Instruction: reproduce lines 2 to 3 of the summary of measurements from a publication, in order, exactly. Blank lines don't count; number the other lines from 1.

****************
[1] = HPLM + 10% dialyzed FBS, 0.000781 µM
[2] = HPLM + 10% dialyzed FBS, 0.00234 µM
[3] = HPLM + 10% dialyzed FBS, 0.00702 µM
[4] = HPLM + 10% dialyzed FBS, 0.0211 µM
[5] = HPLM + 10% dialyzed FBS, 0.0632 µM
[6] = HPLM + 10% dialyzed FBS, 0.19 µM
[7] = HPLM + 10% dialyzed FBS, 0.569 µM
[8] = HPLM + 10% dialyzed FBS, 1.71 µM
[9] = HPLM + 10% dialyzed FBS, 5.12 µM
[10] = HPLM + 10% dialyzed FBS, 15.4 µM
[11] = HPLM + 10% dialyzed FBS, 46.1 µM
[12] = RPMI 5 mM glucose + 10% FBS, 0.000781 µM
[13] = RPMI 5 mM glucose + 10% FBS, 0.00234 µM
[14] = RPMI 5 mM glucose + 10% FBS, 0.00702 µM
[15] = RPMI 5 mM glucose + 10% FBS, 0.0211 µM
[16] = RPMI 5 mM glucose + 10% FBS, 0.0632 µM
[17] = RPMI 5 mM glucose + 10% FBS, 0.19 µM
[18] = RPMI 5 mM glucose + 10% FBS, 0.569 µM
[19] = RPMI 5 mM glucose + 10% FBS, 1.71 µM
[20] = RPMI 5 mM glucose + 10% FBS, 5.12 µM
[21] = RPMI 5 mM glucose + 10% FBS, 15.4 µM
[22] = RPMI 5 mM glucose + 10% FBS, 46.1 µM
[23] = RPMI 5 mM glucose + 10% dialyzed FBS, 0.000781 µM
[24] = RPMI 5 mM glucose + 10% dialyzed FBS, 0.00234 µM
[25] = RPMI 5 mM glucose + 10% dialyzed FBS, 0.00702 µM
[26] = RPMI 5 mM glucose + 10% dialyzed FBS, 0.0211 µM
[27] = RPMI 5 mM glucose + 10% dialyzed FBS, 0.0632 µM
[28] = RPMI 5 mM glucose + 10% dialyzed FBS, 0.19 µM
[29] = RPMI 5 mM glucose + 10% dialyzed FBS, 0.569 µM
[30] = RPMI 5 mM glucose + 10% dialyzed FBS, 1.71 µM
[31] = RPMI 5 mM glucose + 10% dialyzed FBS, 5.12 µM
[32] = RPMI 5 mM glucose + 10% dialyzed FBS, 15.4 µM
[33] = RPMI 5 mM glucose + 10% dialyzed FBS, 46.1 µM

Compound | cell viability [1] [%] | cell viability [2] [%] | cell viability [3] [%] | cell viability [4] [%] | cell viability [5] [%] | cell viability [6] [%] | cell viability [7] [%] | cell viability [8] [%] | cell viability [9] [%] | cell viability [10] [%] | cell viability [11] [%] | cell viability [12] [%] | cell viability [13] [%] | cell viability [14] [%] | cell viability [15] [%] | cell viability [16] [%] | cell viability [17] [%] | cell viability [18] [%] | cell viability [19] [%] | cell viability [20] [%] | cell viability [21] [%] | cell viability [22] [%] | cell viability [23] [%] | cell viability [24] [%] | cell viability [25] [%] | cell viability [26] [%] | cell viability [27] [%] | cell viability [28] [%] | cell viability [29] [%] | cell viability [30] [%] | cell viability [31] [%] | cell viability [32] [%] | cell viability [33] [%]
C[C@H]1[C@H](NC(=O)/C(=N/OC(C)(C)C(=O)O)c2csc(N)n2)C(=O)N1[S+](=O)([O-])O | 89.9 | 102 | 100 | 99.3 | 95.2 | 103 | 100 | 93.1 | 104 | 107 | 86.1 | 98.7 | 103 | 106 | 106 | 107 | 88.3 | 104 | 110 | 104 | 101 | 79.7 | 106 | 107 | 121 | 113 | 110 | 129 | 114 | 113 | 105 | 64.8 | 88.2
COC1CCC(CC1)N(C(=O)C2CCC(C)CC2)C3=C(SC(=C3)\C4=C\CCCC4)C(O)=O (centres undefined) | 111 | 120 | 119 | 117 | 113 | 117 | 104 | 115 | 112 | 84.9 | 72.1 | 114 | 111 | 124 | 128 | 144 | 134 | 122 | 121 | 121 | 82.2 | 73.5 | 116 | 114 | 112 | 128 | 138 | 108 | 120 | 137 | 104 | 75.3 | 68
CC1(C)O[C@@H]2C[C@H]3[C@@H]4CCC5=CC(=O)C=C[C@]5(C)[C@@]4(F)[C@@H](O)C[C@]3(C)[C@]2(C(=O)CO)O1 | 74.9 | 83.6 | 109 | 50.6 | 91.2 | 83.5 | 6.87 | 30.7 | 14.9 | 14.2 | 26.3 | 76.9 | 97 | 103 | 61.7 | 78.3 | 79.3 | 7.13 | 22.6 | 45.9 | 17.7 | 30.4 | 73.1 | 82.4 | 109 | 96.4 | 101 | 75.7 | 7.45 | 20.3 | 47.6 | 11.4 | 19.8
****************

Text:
[2] = HPLM + 10% dialyzed FBS, 0.00234 µM
[3] = HPLM + 10% dialyzed FBS, 0.00702 µM